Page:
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Bombardment of Nicosia in November 1967


The Greek Military Junta
(Regime of the Colonels)
The Cyprus Dispute and fall of the Junta
1964-1974: Peacemaking efforts


Sakari Tuomioja was appointed mediator by U Thant, the then UN Secretary-GeneralAt the same time as it established a peacekeeping force, the Security Council also recommended that the Secretary-General, designated a mediator to take charge of formal peacemaking efforts. U Thant, the then UN Secretary-General, appointed the Finnish diplomat Sakari Tuomioja.

Tuomioja rejected union on the grounds that it would be inappropriate for a UN official to propose a solution that would lead to the dissolution of a UN member state. The United States held a differing view. In early June, following another Turkish threat to intervene, Washington launched an independent initiative under Dean Acheson, a former Secretary of State.

The US independent peacemaking effort was led by former Secretary of State Dean AchesonIn July he presented a plan to unite Cyprus with Greece. In return for accepting this, Turkey would receive a sovereign military base on the island. The Turkish Cypriots would also be given minority rights, which would be overseen by a resident international commissioner. Makarios rejected the proposal, arguing that giving Turkey territory would be a limitation on enosis and would give Ankara too much power in the island’s affairs. A second version of the plan was presented that offered Turkey a 50-year lease on a base. This offer was rejected by the Greek Cypriots and by Turkey. After several further attempts to reach an agreement, the United States was eventually forced to give up its effort.

Following the sudden death of Ambassador Tuomioja in August, Galo Plaza was appointed to take his placeFollowing the sudden death of Ambassador Tuomioja in August, Galo Plaza was appointed to take his place. In March 1965 Plaza presented a report criticizing both sides for their lack of commitment to reaching a settlement. While he understood the Greek Cypriot aspiration of enosis, he believed that any attempt at union should be held in voluntary abeyance. Similarly, he considered that the Turkish Cypriots should refrain from demanding a federal solution to the problem.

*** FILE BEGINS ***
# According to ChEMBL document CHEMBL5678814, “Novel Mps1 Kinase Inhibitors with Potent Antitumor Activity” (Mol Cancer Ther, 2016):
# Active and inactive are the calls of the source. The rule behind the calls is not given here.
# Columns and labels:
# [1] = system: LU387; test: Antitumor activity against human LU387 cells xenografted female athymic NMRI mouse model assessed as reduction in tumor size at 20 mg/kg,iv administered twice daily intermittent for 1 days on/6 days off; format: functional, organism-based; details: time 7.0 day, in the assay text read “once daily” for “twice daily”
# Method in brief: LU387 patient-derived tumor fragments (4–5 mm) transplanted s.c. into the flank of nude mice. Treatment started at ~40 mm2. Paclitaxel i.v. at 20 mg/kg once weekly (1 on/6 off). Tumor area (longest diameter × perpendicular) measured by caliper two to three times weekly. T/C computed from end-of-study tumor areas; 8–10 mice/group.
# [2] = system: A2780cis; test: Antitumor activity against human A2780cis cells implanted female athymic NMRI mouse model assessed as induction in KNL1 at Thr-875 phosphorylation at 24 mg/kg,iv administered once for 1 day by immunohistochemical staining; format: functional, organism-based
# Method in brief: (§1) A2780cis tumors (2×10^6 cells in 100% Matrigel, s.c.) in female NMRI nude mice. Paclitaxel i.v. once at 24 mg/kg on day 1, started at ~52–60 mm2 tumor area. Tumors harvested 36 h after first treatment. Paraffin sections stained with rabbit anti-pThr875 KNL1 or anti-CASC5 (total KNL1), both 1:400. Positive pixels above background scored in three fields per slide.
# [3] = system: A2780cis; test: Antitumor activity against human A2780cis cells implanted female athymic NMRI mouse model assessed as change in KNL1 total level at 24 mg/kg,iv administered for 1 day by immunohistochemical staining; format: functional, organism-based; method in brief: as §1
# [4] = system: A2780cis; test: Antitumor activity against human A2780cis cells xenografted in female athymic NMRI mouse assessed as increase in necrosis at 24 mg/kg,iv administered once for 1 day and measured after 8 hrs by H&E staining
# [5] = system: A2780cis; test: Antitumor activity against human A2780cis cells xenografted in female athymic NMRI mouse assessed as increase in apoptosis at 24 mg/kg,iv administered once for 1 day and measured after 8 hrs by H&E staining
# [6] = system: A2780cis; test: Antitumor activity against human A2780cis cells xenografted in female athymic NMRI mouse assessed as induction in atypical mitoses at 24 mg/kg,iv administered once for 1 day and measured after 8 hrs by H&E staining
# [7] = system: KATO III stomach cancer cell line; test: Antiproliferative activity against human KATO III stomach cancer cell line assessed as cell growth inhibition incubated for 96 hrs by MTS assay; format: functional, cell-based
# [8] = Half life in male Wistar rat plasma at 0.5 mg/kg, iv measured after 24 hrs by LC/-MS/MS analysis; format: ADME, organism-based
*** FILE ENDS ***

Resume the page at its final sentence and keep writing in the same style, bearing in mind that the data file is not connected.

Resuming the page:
Although the Greek Cypriots eventually accepted the report, despite of its opposition to immediate enosis, Turkey and the Turkish Cypriots rejected the plan, calling on Plaza to resign on the grounds that he had exceeded his mandate by advancing specific proposals. The Greek Cypriots, however, made it clear that if Galo Plaza resigned they would refuse to accept a replacement. U Thant was left with no choice but to abandon the mediation effort. The end of the mediation effort was effectively confirmed when, at the end of the year, Plaza resigned and was not replaced.

In November 1967, Cyprus witnessed its most severe fighting since 1964In March 1966, a more modest attempt at peacemaking was initiated under the auspices of Carlos Bernades, the Secretary-General’s Special Representative for Cyprus. Instead of trying to develop formal proposals for the parties to bargain over, he aimed to encourage the two sides to agree to settlement through direct dialogue. However, ongoing political chaos in Greece prevented any substantive discussions from developing. The situation changed the following year.

On 21 April 1967, a coup d'état in Greece brought a military Junta to power. Just months later, in November 1967, Cyprus witnessed its most severe fighting since 1964. Responding to a major attack on Turkish Cypriot villages in the south of the island, which left 27 dead, Turkey bombed Greek Cypriot forces and appeared to be readying itself for an intervention. Greece was forced to capitulate.

Following international intervention, Greece agreed to recall General George Grivas, the Commander of the Greek Cypriot National Guard and former EOKA leader, and reduce its forces on the island. Capitalizing on the weakness of the Greek Cypriots, the Turkish Cypriots proclaimed their own provisional administration. Makarios immediately declared the new administration illegal. Nevertheless, a major change had occurred.

Along with most other Greek Cypriots, the Archbishop began to accept that the Turkish Cypriots would have to have some degree of political autonomy. He also realized that unification of Greece and Cyprus was unachievable under the prevailing circumstances. Between May 1968 and July 1974 four more rounds of talks failed because of the lack of movement of both parties. Top




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